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Pharmacy Schools

For those who are interested in a career in the medical profession and are interested in types of medicine, there are many pharmacy schools available offering vocational degrees to doctorates.

Before looking at pharmacy schools, it is useful to consider what area of pharmacy is best suited to you. There are those who attend pharmacy schools to become full-fledged pharmacists, whereas others are involved in tested new medicines and organize clinical trials.

Most pharmacy schools offer a Pharm D or a PhD, and some vocational schools train students to become pharmacists’ assistants. Some prefer to get a certificate and work with a pharmacist before going to pharmacy schools and enrolling in the full, four-year program.

The Pharm D is the most common course offered at pharmacy schools and is a four year, full-time course that offers students an opportunity to specialize in one of three areas:

~ Pharmaceutical Care

~ Pharmaceutical Sciences

~ Pharmaceutical health Policy

Pharmaceutical care is a degree that offers a wide variety of job opportunities, and graduates often work in hospitals, clinics, poison control centers, long-term care facilities and pharmacies.
Much of this work is done in a clinical setting, although there is a good amount of classroom work as well. The clinical work is done under the guidance of a supervisor and requires direct contact with patients.

The student explains the nature of the medications to the patient, what they are composed of, how they work, and how they should be taken. The student is available to answer any questions, and can ask the supervisor for assistance, if necessary.

Evaluation usually occurs through written exams, practical examinations and passing a board exam at the end of the course. Some students have to take the Board exam several times before passing and receiving a license.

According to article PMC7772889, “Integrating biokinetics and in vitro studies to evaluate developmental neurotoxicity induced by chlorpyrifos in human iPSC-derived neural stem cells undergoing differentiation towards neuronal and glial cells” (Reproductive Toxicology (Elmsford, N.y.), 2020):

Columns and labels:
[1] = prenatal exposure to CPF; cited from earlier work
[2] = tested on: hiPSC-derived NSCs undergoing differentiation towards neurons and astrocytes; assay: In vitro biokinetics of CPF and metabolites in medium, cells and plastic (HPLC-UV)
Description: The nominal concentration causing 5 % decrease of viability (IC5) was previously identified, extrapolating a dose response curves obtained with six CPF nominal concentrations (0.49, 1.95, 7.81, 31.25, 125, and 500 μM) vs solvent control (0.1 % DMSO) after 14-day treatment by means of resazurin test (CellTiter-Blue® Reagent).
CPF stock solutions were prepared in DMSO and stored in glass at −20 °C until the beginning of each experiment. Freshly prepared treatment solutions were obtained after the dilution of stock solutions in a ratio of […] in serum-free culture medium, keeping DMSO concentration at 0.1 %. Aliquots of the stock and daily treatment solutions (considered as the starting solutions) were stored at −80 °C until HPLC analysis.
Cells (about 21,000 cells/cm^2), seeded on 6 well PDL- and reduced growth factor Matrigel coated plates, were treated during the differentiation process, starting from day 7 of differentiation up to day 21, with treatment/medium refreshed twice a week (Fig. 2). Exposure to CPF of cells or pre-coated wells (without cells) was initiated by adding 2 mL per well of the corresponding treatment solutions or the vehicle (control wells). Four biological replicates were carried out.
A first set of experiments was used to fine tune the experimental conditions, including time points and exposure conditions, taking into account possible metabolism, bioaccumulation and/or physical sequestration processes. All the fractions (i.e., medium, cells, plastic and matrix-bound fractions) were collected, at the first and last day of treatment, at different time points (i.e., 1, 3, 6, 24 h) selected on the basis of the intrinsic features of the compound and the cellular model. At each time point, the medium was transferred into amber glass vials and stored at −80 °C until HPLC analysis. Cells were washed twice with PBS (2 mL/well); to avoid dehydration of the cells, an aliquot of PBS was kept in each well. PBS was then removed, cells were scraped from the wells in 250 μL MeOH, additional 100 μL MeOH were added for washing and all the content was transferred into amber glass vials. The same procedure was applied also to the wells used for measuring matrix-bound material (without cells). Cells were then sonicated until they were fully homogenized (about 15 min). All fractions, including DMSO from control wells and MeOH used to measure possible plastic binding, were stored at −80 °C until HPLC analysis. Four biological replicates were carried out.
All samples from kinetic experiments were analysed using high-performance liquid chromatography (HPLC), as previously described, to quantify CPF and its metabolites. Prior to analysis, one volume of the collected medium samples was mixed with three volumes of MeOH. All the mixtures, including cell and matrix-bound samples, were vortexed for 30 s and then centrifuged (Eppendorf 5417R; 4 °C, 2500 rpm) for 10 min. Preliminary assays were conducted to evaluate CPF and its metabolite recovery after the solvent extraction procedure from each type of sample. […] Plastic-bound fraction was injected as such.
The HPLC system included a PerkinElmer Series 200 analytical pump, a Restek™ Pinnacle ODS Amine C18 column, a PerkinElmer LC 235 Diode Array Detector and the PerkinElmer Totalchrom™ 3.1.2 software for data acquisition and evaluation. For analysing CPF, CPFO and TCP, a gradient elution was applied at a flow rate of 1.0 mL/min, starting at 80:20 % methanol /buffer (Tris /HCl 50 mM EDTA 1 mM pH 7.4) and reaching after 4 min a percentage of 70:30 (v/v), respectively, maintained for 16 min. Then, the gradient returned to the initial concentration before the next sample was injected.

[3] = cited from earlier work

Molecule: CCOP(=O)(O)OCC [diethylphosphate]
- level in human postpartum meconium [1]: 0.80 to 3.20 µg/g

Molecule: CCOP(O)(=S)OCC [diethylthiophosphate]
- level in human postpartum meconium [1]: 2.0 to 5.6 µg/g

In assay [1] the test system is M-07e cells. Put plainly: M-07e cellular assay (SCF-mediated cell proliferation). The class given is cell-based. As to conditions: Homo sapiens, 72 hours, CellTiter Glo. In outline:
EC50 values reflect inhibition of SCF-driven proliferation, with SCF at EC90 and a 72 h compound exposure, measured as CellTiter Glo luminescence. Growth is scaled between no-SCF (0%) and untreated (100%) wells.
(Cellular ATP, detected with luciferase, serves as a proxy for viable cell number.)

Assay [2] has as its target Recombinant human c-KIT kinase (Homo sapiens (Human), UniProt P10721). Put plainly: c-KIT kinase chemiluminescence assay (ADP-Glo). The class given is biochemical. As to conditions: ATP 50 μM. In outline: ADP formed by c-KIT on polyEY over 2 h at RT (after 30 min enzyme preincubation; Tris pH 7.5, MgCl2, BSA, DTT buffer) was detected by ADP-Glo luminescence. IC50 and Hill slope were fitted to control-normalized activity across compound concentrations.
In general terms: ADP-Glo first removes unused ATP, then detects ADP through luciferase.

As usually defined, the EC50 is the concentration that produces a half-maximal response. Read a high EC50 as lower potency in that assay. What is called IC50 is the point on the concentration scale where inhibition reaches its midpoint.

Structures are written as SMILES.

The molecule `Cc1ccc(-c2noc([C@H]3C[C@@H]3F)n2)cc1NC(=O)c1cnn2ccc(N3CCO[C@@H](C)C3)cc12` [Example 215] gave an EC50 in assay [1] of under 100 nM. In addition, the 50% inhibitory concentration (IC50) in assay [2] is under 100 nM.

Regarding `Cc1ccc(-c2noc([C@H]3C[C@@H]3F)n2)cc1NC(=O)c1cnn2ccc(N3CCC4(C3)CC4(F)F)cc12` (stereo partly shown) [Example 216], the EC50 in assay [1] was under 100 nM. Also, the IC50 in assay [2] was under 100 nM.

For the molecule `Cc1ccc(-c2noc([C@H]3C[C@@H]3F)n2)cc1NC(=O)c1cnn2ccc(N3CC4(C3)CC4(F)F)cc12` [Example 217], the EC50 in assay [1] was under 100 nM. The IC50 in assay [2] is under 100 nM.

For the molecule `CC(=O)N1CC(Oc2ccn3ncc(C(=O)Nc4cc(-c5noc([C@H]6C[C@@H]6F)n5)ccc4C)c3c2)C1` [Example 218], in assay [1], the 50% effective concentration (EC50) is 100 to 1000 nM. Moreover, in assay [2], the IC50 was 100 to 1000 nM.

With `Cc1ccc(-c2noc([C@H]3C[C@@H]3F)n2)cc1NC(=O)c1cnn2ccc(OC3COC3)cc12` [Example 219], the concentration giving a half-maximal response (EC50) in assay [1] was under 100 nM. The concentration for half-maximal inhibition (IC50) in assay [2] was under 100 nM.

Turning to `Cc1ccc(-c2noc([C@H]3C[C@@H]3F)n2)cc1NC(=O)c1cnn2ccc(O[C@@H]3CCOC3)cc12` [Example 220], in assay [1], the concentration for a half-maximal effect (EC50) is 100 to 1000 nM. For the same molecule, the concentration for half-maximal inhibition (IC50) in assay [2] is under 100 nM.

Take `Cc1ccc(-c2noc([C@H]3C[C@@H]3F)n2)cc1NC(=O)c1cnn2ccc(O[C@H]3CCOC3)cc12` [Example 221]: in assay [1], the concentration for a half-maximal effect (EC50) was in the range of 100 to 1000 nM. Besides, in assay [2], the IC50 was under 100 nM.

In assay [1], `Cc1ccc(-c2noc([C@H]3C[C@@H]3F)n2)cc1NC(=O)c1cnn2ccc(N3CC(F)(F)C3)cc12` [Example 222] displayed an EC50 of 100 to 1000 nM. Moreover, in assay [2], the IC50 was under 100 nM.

Many graduates are able find jobs through programs at the pharmacy schools, and the internships included as part of the program of study help to give students the experience they  need to find a good position in a pharmacy a hospital, or other places that hire pharmacists.

Many students who go to pharmacy schools are not studying to become pharmacists, but prefer to be scientists. Graduates from courses in Pharmaceutical Sciences work in labs, universities, government agencies and for drug companies. Many of those who learn pharmaceutical sciences do research to find new forms of medication and to test medication through clinical trials prior to government approval.

A good part of this course is spent in the lab, but there is also classroom work. The final part of this course is spent in developing a thorough experiment, and many students are given grade according to their lab technique and written exams.

Those who would like a career involving pharmaceuticals but do not feel that they can embark on a four-year program at a college, university or pharmacy school may attend vocational school to train to be a pharmacists assistant. This course can be completed in a year or less, and the graduate is awarded with a certificate stating that he or she is qualified to work with a pharmacist.

These assistants label and fill prescriptions, and sometimes answer a customers’ questions about a certain medication (but more detailed questions are directed to the pharmacist). A pharmacist’s assistant may be employed in a pharmacy, a hospital or a long-term care center.

This course can be taken on evening and weekends, and in some cases, on-line. There is financial aid available at most vocational schools and many students who take out student loans are able to pay them back in a relatively short amount of time.

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